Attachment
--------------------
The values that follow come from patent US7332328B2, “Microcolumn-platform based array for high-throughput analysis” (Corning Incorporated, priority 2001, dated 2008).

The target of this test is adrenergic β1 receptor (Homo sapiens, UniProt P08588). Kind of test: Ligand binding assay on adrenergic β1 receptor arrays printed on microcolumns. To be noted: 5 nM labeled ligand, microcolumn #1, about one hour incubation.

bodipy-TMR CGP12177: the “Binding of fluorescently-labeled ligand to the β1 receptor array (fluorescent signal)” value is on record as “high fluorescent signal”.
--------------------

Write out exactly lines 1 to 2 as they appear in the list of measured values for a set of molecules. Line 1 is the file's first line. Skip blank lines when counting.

The values that follow come from patent US7332328B2, “Microcolumn-platform based array for high-throughput analysis” (Corning Incorporated, priority 2001, dated 2008).

The target of this test is adrenergic β1 receptor (Homo sapiens, UniProt P08588). Kind of test: Ligand binding assay on adrenergic β1 receptor arrays printed on microcolumns. To be noted: 5 nM labeled ligand, microcolumn #1, about one hour incubation.